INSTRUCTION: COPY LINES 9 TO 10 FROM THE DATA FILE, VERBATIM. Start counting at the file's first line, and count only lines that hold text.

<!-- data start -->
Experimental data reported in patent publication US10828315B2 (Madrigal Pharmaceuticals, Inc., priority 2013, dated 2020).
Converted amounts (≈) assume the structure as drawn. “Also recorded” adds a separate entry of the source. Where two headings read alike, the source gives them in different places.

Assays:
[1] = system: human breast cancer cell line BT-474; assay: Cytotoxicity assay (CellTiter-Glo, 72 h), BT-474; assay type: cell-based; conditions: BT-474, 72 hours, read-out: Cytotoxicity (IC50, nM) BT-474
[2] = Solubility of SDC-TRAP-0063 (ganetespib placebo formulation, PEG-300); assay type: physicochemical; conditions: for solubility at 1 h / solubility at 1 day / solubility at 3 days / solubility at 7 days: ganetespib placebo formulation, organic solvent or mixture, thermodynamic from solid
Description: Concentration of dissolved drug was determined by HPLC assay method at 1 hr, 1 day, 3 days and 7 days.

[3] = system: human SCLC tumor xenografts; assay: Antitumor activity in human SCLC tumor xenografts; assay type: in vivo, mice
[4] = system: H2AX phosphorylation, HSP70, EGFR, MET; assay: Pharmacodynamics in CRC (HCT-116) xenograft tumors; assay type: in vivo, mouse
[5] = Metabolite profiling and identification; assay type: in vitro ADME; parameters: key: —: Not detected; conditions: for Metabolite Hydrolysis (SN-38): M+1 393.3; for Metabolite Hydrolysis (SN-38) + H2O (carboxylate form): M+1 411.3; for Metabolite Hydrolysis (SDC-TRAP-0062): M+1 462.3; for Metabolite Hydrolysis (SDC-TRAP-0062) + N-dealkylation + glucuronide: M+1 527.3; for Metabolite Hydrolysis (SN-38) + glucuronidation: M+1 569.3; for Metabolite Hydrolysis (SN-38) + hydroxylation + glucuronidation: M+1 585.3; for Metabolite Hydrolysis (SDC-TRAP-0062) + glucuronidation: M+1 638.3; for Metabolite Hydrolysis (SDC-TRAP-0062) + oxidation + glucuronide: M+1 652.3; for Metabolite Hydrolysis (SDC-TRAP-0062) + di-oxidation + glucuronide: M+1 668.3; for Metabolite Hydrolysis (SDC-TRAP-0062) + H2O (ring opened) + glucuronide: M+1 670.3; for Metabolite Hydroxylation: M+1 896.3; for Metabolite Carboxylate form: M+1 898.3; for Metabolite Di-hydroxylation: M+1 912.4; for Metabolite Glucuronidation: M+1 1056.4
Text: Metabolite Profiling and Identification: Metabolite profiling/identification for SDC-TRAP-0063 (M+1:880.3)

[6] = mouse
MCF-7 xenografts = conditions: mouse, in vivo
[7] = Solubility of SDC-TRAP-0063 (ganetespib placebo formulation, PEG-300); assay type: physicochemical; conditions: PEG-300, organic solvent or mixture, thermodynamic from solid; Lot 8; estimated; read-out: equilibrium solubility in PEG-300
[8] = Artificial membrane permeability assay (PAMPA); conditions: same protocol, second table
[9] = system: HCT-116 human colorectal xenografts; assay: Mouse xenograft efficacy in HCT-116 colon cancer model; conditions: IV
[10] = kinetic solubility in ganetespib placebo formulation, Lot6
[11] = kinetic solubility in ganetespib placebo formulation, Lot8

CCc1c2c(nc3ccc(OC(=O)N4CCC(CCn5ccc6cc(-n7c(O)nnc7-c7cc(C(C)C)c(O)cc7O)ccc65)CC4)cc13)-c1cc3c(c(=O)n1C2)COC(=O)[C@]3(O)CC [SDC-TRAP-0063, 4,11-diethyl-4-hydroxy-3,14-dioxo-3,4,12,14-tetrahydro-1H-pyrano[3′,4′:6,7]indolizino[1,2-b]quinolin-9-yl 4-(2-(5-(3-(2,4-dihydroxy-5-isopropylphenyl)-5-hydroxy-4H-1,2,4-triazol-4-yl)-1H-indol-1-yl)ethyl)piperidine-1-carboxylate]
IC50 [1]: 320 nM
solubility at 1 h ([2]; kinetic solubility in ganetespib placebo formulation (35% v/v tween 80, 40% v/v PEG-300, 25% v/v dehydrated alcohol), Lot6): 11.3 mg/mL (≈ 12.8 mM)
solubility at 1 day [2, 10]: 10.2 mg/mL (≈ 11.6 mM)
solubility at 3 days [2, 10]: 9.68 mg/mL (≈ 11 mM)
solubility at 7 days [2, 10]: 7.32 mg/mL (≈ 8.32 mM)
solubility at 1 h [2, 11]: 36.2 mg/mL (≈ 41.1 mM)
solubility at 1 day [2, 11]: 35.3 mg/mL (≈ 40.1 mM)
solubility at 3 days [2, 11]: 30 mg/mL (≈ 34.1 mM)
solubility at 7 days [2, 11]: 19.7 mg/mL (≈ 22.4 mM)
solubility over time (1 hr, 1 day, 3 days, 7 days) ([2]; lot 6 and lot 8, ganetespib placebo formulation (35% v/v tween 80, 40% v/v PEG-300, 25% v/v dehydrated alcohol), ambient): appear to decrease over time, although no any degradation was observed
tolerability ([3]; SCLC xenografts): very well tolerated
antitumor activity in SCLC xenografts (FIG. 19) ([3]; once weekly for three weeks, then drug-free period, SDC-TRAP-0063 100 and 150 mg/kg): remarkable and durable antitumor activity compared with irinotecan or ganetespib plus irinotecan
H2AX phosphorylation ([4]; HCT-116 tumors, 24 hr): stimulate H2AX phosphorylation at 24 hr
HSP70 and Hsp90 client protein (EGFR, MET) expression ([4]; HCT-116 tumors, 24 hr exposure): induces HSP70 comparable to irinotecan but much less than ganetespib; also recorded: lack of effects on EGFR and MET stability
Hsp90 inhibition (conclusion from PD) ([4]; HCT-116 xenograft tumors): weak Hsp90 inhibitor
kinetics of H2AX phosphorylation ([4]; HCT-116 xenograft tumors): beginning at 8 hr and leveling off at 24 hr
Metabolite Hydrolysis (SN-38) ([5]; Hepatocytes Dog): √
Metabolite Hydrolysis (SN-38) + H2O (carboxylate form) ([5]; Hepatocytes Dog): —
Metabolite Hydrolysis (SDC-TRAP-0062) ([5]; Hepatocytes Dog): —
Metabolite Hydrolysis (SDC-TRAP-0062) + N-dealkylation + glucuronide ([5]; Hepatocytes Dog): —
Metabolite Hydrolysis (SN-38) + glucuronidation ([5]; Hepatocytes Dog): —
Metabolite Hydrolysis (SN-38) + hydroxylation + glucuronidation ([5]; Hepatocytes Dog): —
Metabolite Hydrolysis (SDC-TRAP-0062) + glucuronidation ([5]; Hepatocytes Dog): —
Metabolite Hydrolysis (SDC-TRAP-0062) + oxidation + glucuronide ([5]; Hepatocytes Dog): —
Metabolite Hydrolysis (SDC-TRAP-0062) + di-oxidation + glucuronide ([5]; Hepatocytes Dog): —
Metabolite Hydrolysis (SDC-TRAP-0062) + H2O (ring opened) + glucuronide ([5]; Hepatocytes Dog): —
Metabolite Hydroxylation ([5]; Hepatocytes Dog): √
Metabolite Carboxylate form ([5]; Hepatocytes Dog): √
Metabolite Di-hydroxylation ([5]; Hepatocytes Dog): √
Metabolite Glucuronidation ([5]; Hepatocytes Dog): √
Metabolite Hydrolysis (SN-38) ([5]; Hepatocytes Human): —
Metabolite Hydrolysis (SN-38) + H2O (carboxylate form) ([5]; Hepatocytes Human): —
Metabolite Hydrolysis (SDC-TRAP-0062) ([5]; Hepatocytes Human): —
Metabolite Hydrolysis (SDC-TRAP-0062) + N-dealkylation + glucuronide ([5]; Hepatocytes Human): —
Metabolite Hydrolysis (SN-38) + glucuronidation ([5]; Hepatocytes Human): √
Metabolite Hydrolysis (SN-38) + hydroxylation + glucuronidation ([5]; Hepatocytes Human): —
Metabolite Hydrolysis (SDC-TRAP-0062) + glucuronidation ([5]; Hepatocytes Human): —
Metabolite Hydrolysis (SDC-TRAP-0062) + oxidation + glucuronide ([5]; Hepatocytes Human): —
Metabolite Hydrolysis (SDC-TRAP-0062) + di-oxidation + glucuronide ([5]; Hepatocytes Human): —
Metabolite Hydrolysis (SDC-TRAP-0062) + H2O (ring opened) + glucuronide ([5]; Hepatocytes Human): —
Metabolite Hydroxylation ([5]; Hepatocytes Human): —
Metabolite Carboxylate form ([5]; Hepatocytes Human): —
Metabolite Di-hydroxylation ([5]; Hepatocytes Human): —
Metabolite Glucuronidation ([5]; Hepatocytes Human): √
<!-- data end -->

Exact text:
[5] = Metabolite profiling and identification; assay type: in vitro ADME; parameters: key: —: Not detected; conditions: for Metabolite Hydrolysis (SN-38): M+1 393.3; for Metabolite Hydrolysis (SN-38) + H2O (carboxylate form): M+1 411.3; for Metabolite Hydrolysis (SDC-TRAP-0062): M+1 462.3; for Metabolite Hydrolysis (SDC-TRAP-0062) + N-dealkylation + glucuronide: M+1 527.3; for Metabolite Hydrolysis (SN-38) + glucuronidation: M+1 569.3; for Metabolite Hydrolysis (SN-38) + hydroxylation + glucuronidation: M+1 585.3; for Metabolite Hydrolysis (SDC-TRAP-0062) + glucuronidation: M+1 638.3; for Metabolite Hydrolysis (SDC-TRAP-0062) + oxidation + glucuronide: M+1 652.3; for Metabolite Hydrolysis (SDC-TRAP-0062) + di-oxidation + glucuronide: M+1 668.3; for Metabolite Hydrolysis (SDC-TRAP-0062) + H2O (ring opened) + glucuronide: M+1 670.3; for Metabolite Hydroxylation: M+1 896.3; for Metabolite Carboxylate form: M+1 898.3; for Metabolite Di-hydroxylation: M+1 912.4; for Metabolite Glucuronidation: M+1 1056.4
Text: Metabolite Profiling and Identification: Metabolite profiling/identification for SDC-TRAP-0063 (M+1:880.3)